Extract brew. 23L boil.

Summit - 60 min boil approx. 125g, Glacier - 30 min boil, approx. 75g, NZ Wakatu - 15 min boil, approx. 50g.

All fresh hops, vacuum sealed.

3kg liquid malt extract added after flameout, stirred, fully dissolved in addition to extra brewing sugar to up the gravity.

Safale 04 yeast, not sure on the exact code, its the English Ale one.

All ingredients ordered from 'The Malt Miller', 2 day delivery, brewed the day after that.

Fermented in around 5 days, air locked, left in primary for 1 month (including fermentation) and bottled.

It's crap. Very little bitterness (for my pallet), average aroma and distinct lack of the flavour profiles expected from the hops I used.

What's going 'wrong'?

I appreciate that 'wrong' is very subjective - there isn't any off flavours or anything to indicate it has gone bad, the beer is just massively underwhelming!

  • 1
    How old were the hops? How had you been storing them? Do you know the AA% of each?
    – mellis481
    Commented Dec 17, 2014 at 15:57
  • 1
    How much of each hop? What batch size? When you say "malt extract added after flameout", do you mean you boiled the hops in water, then added all the extract, or only a portion of it?
    – jsled
    Commented Dec 17, 2014 at 15:59
  • Apologies for the lack of info. 23L batch, I'd say, from memory, 125g summit, 75g glacier, 50g NZ. Yes, hops boiled in water then all the malt was added at flameout - 3kg plus extra to up the gravity. Fresh hops, vacuum packed, brewed upon delivery. summit around 18%AA, the other 2 between 5-8% I think.
    – Phizzy
    Commented Dec 17, 2014 at 16:06
  • 1
    Something isn't right here - the first addition should put you well beyond the saturation limit for IBUs (analysis says you can't get much more than 100). Maybe someone gave you the wrong hops?
    – Pepi
    Commented Dec 18, 2014 at 7:59
  • All I can say to that is I have used this supplier for a long time - The Malt Miller. Never had problems before. So is there nothing instantly noticeable about my brewing methodology? My recollection of hop weights could be out by a 3rd - even so, 150g-250g is correct depending on the desired beer style i think.
    – Phizzy
    Commented Dec 18, 2014 at 14:19

3 Answers 3


Do you always add your malt extract at flameout?

My main concern here is having malt present in the boil with the hops allows for some of the flavor compounds to be extracted from the hops. Boiling the malt extract for 60 minutes also drives off dimethyl sulfide aroma compounds and coagulates proteins in the malt to create "hot break" material. I recommend adding at least half your malt extract at the beginning of the boil.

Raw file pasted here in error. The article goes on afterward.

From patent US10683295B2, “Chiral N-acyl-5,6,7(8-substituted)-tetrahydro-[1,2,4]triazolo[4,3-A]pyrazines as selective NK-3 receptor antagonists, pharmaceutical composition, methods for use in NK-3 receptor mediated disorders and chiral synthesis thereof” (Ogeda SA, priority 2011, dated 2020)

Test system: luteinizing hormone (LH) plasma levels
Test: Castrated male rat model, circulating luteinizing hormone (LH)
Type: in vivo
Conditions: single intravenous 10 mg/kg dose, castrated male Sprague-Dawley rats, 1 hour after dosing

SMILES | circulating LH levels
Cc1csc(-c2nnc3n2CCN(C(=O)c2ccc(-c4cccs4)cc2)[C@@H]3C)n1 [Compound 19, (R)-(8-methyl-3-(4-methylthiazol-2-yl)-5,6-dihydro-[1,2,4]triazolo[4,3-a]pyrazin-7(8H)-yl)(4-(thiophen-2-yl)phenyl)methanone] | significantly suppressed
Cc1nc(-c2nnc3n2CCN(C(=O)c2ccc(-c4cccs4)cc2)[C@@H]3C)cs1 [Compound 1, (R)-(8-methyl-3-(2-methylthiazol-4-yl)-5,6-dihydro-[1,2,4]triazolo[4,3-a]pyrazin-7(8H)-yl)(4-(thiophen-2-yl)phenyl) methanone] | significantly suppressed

Also, English strains generally tend to mute hop character. I'm not familiar with dry yeasts, but consider using Safale 05 (American ale strain) for more hop flavor.

  • Yes I have! I've read on articles on various sites, possibly here included, that boiling malt extract isn't necessary owing to the purity of extracts these days. However if it has an effect on flavour as well, I will definitely give it a shot next time. Any advantages/disadvantages of adding all of the malt at boil? Do I bring the water to the boil, then stir in the malt until its dissolved then add hops? or do I bring the malt to the boil with the water?
    – Phizzy
    Commented Dec 18, 2014 at 16:26
  • Also, I usually use the Safale-05. Tried the S-04 to experiment really but thanks for the info about the english strains.
    – Phizzy
    Commented Dec 18, 2014 at 16:41
  • 2
    The disadvantage of adding all malt to the boil is that if you have too high of a gravity during the boil, you start to decrease the hop AA% conversion efficiency into bitter compounds. To me, this is not a very huge concern, just add more hops. Use an IBU calculator, like this one brewersfriend.com/ibu-calculator, to figure out how much hops to add. The other disadvantage is the worry of a darker wort from Maillard browning during the boil of the malt extract. This is why some people may add half extract at the end.
    – Brendan W
    Commented Dec 18, 2014 at 16:53
  • The recommendation I see a lot is to add the extract with about 10 minutes remaining in the boil. Extract tends to darken as it boils. The longer it boils the darker it will get, and a long boil is just not necessary for extract. You can just add DME and mix it in while boiling. With LME, you need to be careful to avoid scorching: turn off the heat, add the LME, mix it thoroughly (make sure it isn't stuck to the bottom), and then turn the heat back on to get the boil going again.
    – bughunter
    Commented Dec 18, 2014 at 19:22

I would guess that your hops were old or had been poorly stored. The Alpha acids drop off rapidly unless you are storing them at low temps ie in the freezer: "It has been shown that the rate of loss halves for every 15 degrees C (27 degrees F)".

Exposure to oxygen also degrades the Aplha Acids in your hops.

If you are using malt extract it is better to add it later if you are aiming for an exceedingly high bitterness as the sugar in solution impedes the extraction of alpha acids.

"Specific Gravity of Wort: Dense, high-gravity worts with lots of dissolved sugars will reduce the ability of the wort to extract alpha acids in the boil."



I agree with earlier the earlier poster. Definitely add half your extract prior to hops. If your worried about per colouring it, add more hops and just boil it for 15 mins. That worked for me on an extract brew I got as a Christmas present.

  • If you agree with a poster, upvote their answer and/or comment on it. No need to add your own answer. Commented Feb 21, 2015 at 16:49

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